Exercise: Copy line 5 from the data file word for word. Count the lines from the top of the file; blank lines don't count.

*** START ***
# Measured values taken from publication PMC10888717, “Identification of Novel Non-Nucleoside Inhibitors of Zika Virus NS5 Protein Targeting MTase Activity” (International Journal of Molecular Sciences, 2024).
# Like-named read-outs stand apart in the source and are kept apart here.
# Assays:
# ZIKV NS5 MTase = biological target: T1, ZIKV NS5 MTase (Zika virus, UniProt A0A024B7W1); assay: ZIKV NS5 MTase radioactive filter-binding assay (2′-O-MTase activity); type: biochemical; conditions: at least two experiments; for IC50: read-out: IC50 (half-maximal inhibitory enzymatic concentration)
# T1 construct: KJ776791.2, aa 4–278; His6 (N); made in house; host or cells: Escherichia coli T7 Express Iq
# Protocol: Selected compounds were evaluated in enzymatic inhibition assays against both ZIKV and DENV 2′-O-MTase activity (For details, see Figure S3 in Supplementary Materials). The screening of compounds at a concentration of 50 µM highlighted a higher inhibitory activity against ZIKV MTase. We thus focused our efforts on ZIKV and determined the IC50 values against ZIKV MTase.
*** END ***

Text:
# T1 construct: KJ776791.2, aa 4–278; His6 (N); made in house; host or cells: Escherichia coli T7 Express Iq